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Arthur F. Coxford

The film begins with a talk by a representative of the Ford Motor Company. The emphasis in this introduction is on the role research has played in making possible many remarkable ad vances in science. The introductory remarks are followed up by scenes depicting research results being used by technicians.

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Arthur F. Coxford

The film makes effective use of points, color, a metronome, and different-sized arrows to demonstrate the physical principles at work as forces act upon bodies in space. The points are the bodies, the arrows are forces, and the metronome marks equal time intervals. Several scenes in the film reminded this viewer of a billiard game where the points were the balls and the arrows were cue sticks.

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Arthur F. Coxford Jr.

How many times in teaching geometry have you come to the days before Christmas or Easter vacation knowing that very little would be accomplished in that time? And yet, not wishing to waste the time entirely, you sought something that would be worthwhile, but also different, in order to capture the fancy of your students.

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Arthur F. Coxford

This film is an excellent introduction to the fundamental concepts of probability. A simple probability scale from 0 to 1 is used to illustrate the probabilities of events that are certain to occur and those whose occurrence is impossible. The formula for the probability of an event is defined to be the ratio of “those events which interest us” to “the total events in the sample space.” This formula is developed with several clearly illustrated examples involving coins and dice. Two more examples, only slightly more complicated, further strengthen this develop ment. One of these, on the effectiveness of a vaccine, shows how a sample space may be created by experiments.

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Arthur F. Coxford

Of Stars and Men employs animated charac ters and a beautiful music track (Bach) in ex plaining man's position in the universe, That man, not the lion, is king of the animals is as serted in the initial phase of the film. But as man begins to probe the universe in which he lives, he finds that he is not the center.

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Edited by Arthur F. Coxford

Thinking in Sets is the first in a series of films entitled, “Pathways to Modern Mathematics,” The basic ideas of sets such as the meaning of set, symbols for writing sets, the empty set, universe, and the four relations of sets (disjoint, “overlapping,” equal, and proper subset) are developed in the film, Finally, the idea of set is applied to geometry.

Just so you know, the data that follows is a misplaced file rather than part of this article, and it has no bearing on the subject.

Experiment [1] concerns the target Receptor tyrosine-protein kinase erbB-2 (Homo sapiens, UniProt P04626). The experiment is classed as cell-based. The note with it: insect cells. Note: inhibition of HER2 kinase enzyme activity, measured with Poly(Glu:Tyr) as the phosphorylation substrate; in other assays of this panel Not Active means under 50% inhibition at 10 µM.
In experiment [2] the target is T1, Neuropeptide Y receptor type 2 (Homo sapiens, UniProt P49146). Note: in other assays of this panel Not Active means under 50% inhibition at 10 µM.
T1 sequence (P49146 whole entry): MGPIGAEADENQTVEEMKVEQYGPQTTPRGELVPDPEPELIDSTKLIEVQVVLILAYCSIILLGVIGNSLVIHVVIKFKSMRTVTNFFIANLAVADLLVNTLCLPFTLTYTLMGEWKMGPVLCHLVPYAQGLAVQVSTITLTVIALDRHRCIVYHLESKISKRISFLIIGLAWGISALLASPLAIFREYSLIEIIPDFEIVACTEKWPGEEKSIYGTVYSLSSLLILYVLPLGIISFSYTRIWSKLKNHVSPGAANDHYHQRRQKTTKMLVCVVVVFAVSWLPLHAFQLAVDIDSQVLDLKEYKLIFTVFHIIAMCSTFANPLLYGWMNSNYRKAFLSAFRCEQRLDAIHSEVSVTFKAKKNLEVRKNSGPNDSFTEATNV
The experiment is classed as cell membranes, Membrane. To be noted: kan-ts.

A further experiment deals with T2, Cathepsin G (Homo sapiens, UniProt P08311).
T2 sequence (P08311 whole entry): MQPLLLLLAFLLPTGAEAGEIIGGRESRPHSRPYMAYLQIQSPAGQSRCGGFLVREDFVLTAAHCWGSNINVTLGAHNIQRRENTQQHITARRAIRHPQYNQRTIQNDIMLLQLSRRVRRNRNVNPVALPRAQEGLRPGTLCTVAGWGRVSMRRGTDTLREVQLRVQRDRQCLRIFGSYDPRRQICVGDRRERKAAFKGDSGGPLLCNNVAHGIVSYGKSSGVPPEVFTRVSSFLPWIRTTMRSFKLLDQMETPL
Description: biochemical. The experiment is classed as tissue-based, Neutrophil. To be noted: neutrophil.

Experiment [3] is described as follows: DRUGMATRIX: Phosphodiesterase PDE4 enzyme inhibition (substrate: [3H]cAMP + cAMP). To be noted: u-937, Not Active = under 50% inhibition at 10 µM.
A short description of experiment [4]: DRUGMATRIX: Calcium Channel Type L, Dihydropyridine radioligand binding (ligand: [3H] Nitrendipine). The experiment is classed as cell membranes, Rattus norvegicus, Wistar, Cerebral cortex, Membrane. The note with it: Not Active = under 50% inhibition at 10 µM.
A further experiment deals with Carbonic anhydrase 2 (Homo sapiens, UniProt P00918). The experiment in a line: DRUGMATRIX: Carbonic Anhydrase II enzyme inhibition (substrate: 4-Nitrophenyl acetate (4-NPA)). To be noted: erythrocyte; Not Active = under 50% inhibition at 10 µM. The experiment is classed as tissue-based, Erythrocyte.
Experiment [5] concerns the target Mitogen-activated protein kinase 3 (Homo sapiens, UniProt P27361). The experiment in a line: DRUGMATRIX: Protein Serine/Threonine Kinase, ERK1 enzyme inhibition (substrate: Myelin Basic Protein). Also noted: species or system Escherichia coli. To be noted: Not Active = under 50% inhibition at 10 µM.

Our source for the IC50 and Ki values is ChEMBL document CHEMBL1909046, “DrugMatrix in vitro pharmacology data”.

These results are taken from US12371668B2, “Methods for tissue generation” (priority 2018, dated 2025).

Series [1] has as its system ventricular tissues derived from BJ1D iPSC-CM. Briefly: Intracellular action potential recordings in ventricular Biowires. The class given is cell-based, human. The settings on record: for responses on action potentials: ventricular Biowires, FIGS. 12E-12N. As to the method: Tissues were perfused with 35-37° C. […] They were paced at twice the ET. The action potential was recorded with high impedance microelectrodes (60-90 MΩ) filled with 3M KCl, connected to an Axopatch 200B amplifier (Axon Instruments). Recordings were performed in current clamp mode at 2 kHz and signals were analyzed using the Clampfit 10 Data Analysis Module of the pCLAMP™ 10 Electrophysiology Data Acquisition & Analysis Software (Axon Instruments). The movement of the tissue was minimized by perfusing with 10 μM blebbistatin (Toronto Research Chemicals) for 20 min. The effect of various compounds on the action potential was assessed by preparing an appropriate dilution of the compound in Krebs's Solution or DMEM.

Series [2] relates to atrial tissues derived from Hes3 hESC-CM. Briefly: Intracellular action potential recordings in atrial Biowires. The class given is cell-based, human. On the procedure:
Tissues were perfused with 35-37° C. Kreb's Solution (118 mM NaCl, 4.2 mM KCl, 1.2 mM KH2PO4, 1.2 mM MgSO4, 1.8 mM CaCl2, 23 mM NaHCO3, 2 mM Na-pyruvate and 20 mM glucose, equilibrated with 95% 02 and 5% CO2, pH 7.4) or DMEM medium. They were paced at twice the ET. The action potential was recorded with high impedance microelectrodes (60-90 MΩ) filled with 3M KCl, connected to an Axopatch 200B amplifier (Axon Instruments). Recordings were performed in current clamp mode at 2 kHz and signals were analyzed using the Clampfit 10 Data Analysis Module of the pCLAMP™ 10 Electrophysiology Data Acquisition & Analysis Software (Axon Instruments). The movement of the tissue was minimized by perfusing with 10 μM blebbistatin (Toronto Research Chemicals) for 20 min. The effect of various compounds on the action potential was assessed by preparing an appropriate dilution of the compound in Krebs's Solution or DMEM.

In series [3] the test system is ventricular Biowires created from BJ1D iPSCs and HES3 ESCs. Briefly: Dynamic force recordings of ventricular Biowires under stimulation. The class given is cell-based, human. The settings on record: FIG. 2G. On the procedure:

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Edited by Arthur F. Coxford

In developing the idea of intersection, the meanings of set, member of a set, subset, and null or empty set are discussed. These ideas are first related to a baseball team and the specta tors in the bleachers. As the film progresses, the principles are discussed in relation to numerals, points on the number line, and the diagrams illustrating these ideas. Venn diagrams are in troduced early and used generously throughout the film. The symbols for subset, intersection, and null set are also used.

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Arthur F. Coxford Jr

For approximately forty years the French psychologist Jean Piaget and his various collaborators have been producing volumes dealing with the formation of concepts in children. He has intensively studied the concepts of number, geometry, physical causality, space, the world, and reality; also the moral judgment, reasoning, language, and thought of the child. He has published a total of twenty-five books on these subjects, four teen of which are now in English.

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Arthur F. Coxford

The release of the International Study of Achievement in Mathematics evoked strong criticism in leading American news media of the mathematical education provided United States' students (see The New York Times, March 12, 1967; Time, March 17, 1967; Education U.S.A., March 13 and 20, 1967).

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Arthur F. Coxford Jr.

In his book, The Child's Conceplion of Number, Jean Piaget stated that the concept of number has three basic aspects: cardinal number, ordinal number, and unit. He has given criteria for determining when a child understands each of the basic concepts. A child understands cardinal number when he is able' to construct a one-to-one correspondence between two sets of objects and to conserve this corrspondcnce when it is no longer perceptually obvious.